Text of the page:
It was my brother’s wedding last weekend. I got a lot of comments from friends and family about my toast to the groom. Here it is:
I’m Daniel. Marc’s brother. Most of you probably know that. What may not know is that Marc was a sensitive child. He had a very sensitive palate, I think he should have become a sommelier. Unfortunately, his refined palate came in the form a being very sensitive to strong sights and smells. Every since he was little he would basically throw up at the sight, smell or taste of anything slightly gross. But I guess all of use had our quirks, with me it was nose bleeds. No clue why, my nose would sometimes bleed for no reason, and often when I was excited. Sorry from both of us mom and dad. Good thing for Jess and Anique that he grew out of that in his late teens and can now happily change diapers without much incident.
But what I want to talk about tonight is the thing I inspires me most about my brother. Growing up one of Marc’s inspirations was Albert Einstein. Who would not be inspired by the man who is credited as the greatest scientist of the 20th century and a Nobel Prize winner. Pretty cool guy. But Marc and Albert are linked in more ways than one. Like Marc, Albert Einstein was dyslexic. His teachers thought that he would be able to complete even rudimentary problems and he ended up a patent clerk in Bern, Switzerland before changing the world. One of Einstein’s most famous quotes is “The formulation of a problem is often more essential than its solution, which may be merely a matter of mathematical or experimental skill”
This is were things start to get interesting and to me represents what Einstein underestimated and what I admire most about my brother. Einstein had big ideas, but to him, once the problem was formulated the answer was simply a matter of calculation. He knew the experiments to do and how to prove his ideas. But in many cases, and for a few different reasons, Einstein was unable to do just that, do the experiments, the quite effort of day to day life that comes when their are no accolades to be won. He was later quoted as saying “Do not worry about your difficulties in Mathematics. I can assure you mine are still greater.”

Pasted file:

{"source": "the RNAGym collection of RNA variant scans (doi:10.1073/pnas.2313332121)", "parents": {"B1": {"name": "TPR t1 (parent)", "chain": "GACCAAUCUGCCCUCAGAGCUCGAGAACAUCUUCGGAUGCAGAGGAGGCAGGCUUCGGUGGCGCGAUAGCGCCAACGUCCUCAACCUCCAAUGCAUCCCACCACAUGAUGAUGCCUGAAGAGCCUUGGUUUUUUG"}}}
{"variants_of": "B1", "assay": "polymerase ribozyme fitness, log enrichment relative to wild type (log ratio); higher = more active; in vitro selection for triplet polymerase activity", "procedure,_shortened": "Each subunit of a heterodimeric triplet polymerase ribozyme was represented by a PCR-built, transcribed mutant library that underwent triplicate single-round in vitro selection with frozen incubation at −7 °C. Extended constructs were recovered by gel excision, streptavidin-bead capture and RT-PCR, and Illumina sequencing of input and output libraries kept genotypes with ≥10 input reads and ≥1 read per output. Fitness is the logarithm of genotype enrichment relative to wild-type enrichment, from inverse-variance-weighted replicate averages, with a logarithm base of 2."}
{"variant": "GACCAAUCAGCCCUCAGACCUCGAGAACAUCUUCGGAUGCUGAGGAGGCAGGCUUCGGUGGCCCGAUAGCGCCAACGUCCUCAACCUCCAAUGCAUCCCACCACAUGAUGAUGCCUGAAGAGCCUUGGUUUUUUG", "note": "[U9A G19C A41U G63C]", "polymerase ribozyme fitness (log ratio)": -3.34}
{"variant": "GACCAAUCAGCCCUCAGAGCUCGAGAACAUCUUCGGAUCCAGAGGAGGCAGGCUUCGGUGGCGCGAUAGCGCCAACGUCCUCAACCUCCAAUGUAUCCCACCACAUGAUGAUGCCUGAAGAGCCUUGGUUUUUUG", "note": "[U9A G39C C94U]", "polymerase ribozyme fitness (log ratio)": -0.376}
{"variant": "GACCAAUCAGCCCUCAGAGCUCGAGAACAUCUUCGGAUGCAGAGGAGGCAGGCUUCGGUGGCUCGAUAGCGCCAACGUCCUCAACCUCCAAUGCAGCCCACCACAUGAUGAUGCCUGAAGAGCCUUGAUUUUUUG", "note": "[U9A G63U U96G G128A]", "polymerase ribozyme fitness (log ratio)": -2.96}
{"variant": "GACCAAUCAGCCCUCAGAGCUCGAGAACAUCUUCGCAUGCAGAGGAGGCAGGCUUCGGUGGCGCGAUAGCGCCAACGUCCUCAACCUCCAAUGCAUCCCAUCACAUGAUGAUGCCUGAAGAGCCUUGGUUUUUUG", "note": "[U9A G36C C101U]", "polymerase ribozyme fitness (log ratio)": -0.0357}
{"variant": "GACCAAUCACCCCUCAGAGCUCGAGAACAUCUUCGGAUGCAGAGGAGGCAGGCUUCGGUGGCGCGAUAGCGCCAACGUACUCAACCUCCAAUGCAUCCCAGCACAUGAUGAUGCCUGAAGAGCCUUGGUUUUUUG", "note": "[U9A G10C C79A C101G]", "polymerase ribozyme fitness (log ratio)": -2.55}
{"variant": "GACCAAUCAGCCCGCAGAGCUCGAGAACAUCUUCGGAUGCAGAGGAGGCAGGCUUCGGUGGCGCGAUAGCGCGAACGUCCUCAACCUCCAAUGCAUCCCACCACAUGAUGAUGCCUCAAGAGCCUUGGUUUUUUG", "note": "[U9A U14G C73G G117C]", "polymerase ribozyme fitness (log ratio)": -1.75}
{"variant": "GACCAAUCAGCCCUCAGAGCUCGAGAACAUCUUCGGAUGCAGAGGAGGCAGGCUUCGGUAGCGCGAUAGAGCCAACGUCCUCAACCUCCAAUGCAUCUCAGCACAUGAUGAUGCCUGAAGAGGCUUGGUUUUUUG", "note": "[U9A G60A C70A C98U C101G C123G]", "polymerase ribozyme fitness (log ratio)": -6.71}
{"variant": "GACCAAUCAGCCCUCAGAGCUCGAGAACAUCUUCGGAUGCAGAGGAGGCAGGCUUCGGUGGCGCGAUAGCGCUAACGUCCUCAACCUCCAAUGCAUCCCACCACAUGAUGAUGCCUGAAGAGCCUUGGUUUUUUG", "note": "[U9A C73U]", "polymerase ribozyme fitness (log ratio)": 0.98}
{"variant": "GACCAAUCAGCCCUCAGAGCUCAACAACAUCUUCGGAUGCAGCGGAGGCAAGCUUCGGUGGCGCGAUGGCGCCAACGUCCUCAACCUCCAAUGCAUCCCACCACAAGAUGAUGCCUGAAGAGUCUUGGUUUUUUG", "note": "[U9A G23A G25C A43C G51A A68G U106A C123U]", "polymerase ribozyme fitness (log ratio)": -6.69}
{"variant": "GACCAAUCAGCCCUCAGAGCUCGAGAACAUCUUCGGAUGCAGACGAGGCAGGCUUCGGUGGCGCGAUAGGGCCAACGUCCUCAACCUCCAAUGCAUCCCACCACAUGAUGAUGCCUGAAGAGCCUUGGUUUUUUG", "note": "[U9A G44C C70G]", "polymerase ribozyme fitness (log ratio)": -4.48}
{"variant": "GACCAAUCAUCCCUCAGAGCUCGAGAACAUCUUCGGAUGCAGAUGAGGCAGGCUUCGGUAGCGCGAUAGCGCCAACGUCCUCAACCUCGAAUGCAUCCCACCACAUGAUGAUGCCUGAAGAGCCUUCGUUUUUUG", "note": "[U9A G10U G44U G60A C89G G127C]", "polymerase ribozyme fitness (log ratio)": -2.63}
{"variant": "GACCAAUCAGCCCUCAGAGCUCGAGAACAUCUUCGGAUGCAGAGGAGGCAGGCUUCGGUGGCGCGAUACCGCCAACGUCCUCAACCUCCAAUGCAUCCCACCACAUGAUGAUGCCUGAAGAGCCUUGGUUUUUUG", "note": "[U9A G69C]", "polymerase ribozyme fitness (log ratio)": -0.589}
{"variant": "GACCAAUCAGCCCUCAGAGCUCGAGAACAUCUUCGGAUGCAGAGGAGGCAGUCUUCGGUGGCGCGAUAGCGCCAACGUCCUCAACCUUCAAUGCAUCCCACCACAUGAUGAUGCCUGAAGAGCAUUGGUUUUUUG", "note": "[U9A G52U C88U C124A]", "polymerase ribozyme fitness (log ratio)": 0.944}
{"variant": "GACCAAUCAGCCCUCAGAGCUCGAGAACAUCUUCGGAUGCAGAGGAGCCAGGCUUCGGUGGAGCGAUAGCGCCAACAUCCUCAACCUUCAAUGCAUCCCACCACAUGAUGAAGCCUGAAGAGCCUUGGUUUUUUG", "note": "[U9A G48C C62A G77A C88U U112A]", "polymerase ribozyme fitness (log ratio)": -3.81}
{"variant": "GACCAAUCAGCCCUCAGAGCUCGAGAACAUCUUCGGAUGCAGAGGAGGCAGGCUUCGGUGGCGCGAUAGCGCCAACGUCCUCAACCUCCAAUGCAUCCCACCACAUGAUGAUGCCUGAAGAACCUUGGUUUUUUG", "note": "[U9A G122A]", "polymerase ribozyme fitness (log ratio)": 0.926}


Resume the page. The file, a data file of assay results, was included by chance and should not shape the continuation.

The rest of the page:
This is were my brother and Einstein differ and why though Einstein is internationally renowned, I take much more inspiration from my brother. We’ve paddled thousands of kilometers together. I’ve seen him work so hard he threw up on himself and kept paddling until the end of the set. This was not in competition but just a regular day on the river. Few people knew he was there, there was no hype, no one to impress, just quite effort. I can never forget seeing Marc and my Dad in the living room studying anatomy until they were both completely wrecked. Day in and day out for nearly 2 years, they put in the quite effort while Marc was in massage school. I can now proudly say that Marc is a massage therapist and Dad probably knows more about anatomy than most first year medical students. But sometimes this quiet effort can be too much.
Because of his dyslexia Marc struggled through high school. He had extra attention, special glasses and more time for exams but those things do not learn for you. They cannot write exams. Mom told me that sometimes when she was trying, or nagging if you ask Marc, to study after school he would break down in tears and said that he was too tired from concentrating and trying to follow all day at school that he could not study. This is the quiet effort that we all live, few see, and fewer, if anyone acknowledges.
Life is not made up of medals and accolades, but mostly this quiet effort. I think it becomes too easy to resent those moments that get no reward, no acknowledgement. We should not seek reward for these efforts but accept and enjoy them as part of life. Marc, I’d like to thank you for inspiring my moments of quiet effort. Whether I’m sitting busting my head open trying to understand statistics, trying to help Rachel with one of her many world changing projects or staying up way to late to volunteer, you inspire me to be grateful for these moments. I know you are an inspiration for Jess as well. Supporting her through architecture school, which is all about not only quiet but insane effort, has been incredible. Finally, to all the parents out there, in particular Marc and Jess, I know that parenting is probably the best example of quiet effort, thank you.
So I’d like to propose a toast to my brother Marc, who continues to inspire as a wonderful father and friend. To truly recognize this, instead of a hasty cheers and glass clink, please take the time to move with purpose, clink slowly, look your family and friends in the eye and acknowledge each others quiet effort.